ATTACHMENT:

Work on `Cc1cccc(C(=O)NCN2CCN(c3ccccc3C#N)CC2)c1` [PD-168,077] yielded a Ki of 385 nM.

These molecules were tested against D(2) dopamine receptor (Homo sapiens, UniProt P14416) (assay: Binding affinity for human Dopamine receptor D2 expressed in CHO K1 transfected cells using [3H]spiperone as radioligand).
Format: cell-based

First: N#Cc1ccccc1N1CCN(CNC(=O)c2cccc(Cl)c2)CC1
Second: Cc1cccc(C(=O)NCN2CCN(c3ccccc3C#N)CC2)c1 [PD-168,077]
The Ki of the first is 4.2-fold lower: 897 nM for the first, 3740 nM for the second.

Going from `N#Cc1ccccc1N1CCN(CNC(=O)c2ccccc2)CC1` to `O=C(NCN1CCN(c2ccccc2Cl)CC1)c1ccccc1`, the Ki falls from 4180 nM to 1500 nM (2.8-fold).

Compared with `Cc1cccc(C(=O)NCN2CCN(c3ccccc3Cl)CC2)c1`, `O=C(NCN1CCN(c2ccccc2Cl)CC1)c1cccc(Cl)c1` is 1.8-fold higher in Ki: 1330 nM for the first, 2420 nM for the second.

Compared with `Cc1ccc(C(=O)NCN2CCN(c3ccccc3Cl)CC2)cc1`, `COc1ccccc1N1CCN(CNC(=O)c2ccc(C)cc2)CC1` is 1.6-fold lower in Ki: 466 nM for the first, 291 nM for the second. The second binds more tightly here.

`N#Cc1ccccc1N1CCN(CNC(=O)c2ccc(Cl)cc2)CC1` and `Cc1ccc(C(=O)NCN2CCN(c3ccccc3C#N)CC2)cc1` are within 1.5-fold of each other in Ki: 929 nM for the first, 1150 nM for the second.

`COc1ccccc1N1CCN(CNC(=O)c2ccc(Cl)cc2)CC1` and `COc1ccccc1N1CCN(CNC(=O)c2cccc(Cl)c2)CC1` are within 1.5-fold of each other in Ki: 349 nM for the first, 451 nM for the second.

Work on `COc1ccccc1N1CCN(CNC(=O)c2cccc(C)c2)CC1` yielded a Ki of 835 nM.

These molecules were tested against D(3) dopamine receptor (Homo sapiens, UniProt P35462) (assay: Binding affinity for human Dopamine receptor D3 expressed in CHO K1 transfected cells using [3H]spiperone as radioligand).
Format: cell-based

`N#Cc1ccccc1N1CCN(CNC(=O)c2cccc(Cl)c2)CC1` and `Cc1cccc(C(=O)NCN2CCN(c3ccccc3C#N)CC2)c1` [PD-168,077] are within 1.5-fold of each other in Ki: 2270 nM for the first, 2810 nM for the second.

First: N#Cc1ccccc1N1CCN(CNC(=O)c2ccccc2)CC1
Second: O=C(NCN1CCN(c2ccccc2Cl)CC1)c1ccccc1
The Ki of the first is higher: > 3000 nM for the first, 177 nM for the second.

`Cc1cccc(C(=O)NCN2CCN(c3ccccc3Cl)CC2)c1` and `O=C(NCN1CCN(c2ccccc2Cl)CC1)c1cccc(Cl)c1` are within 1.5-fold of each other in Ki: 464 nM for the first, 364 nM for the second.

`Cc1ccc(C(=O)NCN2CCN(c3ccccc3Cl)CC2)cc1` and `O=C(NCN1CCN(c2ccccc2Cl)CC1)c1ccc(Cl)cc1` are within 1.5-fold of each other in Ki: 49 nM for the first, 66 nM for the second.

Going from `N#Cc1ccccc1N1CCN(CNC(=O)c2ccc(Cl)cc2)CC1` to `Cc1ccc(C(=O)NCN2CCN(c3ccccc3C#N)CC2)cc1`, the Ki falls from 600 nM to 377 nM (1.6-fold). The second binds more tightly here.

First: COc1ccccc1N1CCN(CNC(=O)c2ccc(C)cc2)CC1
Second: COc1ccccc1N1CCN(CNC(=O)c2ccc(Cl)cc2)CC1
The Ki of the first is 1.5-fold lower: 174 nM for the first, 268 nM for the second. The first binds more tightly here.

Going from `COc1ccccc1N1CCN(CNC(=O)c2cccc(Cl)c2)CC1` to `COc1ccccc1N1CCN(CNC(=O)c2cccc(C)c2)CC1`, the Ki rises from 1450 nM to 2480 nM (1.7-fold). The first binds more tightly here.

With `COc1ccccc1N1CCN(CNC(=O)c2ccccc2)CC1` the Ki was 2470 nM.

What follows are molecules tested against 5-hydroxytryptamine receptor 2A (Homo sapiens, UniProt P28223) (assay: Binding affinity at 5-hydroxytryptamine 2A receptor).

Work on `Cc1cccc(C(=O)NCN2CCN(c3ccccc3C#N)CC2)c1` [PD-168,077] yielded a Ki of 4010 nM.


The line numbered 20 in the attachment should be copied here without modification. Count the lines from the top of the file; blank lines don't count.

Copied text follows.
`Cc1ccc(C(=O)NCN2CCN(c3ccccc3Cl)CC2)cc1` and `O=C(NCN1CCN(c2ccccc2Cl)CC1)c1ccc(Cl)cc1` are within 1.5-fold of each other in Ki: 49 nM for the first, 66 nM for the second.